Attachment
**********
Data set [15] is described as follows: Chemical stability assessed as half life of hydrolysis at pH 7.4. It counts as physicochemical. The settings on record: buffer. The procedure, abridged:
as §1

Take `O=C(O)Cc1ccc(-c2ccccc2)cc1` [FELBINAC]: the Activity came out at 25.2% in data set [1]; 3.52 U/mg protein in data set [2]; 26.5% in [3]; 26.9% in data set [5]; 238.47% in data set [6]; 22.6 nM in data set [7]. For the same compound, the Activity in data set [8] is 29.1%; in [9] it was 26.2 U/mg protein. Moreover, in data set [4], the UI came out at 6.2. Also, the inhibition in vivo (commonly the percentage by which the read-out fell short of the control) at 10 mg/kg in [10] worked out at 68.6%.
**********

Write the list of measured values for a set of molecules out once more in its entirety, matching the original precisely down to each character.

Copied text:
Data set [15] is described as follows: Chemical stability assessed as half life of hydrolysis at pH 7.4. It counts as physicochemical. The settings on record: buffer. The procedure, abridged:
as §1

Take `O=C(O)Cc1ccc(-c2ccccc2)cc1` [FELBINAC]: the Activity came out at 25.2% in data set [1]; 3.52 U/mg protein in data set [2]; 26.5% in [3]; 26.9% in data set [5]; 238.47% in data set [6]; 22.6 nM in data set [7]. For the same compound, the Activity in data set [8] is 29.1%; in [9] it was 26.2 U/mg protein. Moreover, in data set [4], the UI came out at 6.2. Also, the inhibition in vivo (commonly the percentage by which the read-out fell short of the control) at 10 mg/kg in [10] worked out at 68.6%.